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Anna Meredith Releases A Video To Match Her Ingenuity

Every year, assorted NPR Music staffers return from SXSW with discoveries that double as pet projects: artists about whom we'll spend the entire year proselytizing. When one of those artists puts out something new — lookin' at you, Phoebe Bridgers — we're here to potentially write about it and, with luck, sing its praises.

Bob Boilen and I both took opportunities to bask in Anna Meredith's incredible live shows in Austin last month, and both of us came away giddy — stunned by the ingenuity and raw power of her band's performances, which mix raging percussion with bits of clarinet and tuba and whatever else might lend intensity or beauty to the mix. The songs themselves were drawn from Varmints, an album the Scottish multi-instrumentalist and songwriter released last year, and now its single "Dowager" has a video to match the inventiveness of her shows.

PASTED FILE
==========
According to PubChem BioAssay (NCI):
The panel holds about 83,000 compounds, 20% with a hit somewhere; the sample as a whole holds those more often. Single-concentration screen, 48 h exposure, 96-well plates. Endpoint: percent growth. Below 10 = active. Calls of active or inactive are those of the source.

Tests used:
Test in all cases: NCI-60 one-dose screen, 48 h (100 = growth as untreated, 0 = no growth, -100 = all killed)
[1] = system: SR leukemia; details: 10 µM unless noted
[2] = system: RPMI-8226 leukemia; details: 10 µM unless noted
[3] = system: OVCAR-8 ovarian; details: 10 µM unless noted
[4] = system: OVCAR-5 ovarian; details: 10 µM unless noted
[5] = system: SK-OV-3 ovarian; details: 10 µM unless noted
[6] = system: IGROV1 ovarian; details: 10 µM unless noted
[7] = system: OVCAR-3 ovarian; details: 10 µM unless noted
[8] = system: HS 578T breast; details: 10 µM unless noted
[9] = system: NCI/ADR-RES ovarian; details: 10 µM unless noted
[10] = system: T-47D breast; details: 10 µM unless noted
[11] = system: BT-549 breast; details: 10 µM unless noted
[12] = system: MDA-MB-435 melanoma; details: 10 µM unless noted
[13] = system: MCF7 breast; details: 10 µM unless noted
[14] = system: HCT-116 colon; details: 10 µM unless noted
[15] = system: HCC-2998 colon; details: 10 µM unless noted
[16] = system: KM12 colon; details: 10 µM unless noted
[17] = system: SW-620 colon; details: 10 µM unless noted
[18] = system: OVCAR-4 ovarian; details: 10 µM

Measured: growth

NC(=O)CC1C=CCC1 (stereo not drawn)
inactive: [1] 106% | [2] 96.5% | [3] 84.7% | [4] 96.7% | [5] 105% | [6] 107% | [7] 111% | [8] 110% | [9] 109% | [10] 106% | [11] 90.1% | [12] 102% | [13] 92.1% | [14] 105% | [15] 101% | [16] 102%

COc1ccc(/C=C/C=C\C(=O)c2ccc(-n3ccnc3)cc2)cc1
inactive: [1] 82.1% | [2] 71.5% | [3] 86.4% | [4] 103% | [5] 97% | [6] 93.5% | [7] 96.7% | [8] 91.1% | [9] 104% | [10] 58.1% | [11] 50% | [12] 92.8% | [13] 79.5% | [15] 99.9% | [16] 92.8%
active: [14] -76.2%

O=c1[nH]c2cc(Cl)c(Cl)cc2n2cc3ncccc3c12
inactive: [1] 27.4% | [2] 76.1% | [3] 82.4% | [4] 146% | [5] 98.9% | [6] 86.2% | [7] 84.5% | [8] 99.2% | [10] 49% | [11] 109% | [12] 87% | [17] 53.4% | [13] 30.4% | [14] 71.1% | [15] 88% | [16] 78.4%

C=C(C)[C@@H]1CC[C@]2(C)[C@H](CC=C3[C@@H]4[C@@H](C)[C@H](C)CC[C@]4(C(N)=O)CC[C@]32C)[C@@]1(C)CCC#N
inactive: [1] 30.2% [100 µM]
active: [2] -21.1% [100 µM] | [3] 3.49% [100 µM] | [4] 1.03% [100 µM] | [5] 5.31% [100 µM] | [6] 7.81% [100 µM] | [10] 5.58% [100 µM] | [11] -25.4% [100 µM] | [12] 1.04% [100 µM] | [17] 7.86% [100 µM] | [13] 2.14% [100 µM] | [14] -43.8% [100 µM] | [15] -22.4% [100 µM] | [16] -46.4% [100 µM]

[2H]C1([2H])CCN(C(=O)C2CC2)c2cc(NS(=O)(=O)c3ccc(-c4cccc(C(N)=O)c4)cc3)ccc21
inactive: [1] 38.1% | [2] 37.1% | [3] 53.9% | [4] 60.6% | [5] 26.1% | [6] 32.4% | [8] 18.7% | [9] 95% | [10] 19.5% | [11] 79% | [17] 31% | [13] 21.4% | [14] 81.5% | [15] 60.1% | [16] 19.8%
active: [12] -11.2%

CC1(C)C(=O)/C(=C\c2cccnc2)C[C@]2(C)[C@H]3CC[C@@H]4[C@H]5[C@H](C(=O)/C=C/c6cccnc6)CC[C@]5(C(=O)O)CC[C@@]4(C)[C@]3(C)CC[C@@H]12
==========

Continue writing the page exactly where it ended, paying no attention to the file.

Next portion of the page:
Directed — and, in many places, animated — by Ewan Jones Morris, the "Dowager" video throws together a terrific assortment of grabby and constantly shifting images: band members singing from computer screens and the pages of newspapers, birds and works of art being cut to pieces and reassembled, that sort of thing. It's a frenetic and inviting bundle of visuals, perfectly suited to Anna Meredith's frenetic and inviting bundle of sounds.

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Stephen Thompson is a writer, editor and reviewer for NPR Music, where he speaks into any microphone that will have him and appears as a frequent panelist on All Songs Considered. Since 2010, Thompson has been a fixture on the NPR roundtable podcast Pop Culture Happy Hour, which he created and developed with NPR correspondent Linda Holmes. In 2008, he and Bob Boilen created the NPR Music video series Tiny Desk Concerts, in which musicians perform at Boilen's desk. (To be more specific, Thompson had the idea, which took seconds, while Boilen created the series, which took years. Thompson will insist upon equal billing until the day he dies.)